So, excited for our trip, I researched options for tours and fun.  As enticing as sitting for days on a sugar white beach sounds, I did not think that was the best use of my money... I wanted to explore... I could sit on a beach at home.  Much to the chagrin of my boyfriend, I planned stuff everyday (all 3 full days there). Of course I wanted to relax too, so the days were not full days.  The activities picked gave us at least a half day at the hotel beach.  We were going to make the most of this trip. 

Monday, August 28, 2017

Days 2&3 - Art, Alpacas, Lavendar, Parks, Orcas & Yachts in the San Juan Islands - Art, Alpacas, Lavendar, Orcas and Yachts


Historical Society
Topographical Interactive Map
San Juan Island
(Continuing my San Juan Island Trip in July 2017)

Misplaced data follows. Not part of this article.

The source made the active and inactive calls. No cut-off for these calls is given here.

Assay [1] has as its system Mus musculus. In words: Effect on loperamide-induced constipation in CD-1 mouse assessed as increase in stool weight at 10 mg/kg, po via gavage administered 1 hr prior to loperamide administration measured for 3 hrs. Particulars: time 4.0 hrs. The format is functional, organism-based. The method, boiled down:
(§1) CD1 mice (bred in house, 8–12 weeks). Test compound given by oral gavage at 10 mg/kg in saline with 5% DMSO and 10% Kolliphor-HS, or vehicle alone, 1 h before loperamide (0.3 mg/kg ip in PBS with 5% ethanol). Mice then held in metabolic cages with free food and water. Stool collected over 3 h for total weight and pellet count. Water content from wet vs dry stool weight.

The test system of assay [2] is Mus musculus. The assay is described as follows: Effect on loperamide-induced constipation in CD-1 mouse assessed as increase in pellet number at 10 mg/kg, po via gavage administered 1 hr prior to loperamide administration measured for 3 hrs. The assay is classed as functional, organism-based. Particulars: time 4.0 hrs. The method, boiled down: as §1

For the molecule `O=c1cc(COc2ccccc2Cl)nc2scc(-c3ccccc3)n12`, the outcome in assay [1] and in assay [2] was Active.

We hit the ground running Monday, starting with an interview with  town/island leader, Barbara Marrett, over an amazing Breakfast. (Seriously, I am going to have to try and recreate the baked eggs in tomato we ate at  Cynthia’s Bistro).  We talked about island life, the tight knit community, and their ties to the orcas and the Salish Sea.  It's hard to deny the beauty of the area that just draws you in, and her story reflected that pull.  I have always been curious about small town island living and what brings people there, and she let us pepper her with questions about Friday Harbor's growth and laid back nature, the (sometimes) hassle of being cut off from the mainland, and her history that brought her to the island.